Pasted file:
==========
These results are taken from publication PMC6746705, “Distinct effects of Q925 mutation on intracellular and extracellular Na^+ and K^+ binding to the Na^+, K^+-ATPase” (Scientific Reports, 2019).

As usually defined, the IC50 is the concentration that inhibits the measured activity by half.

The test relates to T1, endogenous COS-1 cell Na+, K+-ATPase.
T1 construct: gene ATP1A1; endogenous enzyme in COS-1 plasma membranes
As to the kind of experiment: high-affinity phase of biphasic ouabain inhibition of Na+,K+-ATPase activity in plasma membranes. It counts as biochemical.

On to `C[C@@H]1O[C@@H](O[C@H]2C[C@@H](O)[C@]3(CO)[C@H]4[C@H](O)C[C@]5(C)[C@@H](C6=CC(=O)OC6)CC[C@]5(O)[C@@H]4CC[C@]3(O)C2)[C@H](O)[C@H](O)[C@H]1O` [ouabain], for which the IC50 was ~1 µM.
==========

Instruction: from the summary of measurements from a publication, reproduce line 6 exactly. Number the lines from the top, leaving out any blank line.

On to `C[C@@H]1O[C@@H](O[C@H]2C[C@@H](O)[C@]3(CO)[C@H]4[C@H](O)C[C@]5(C)[C@@H](C6=CC(=O)OC6)CC[C@]5(O)[C@@H]4CC[C@]3(O)C2)[C@H](O)[C@H](O)[C@H]1O` [ouabain], for which the IC50 was ~1 µM.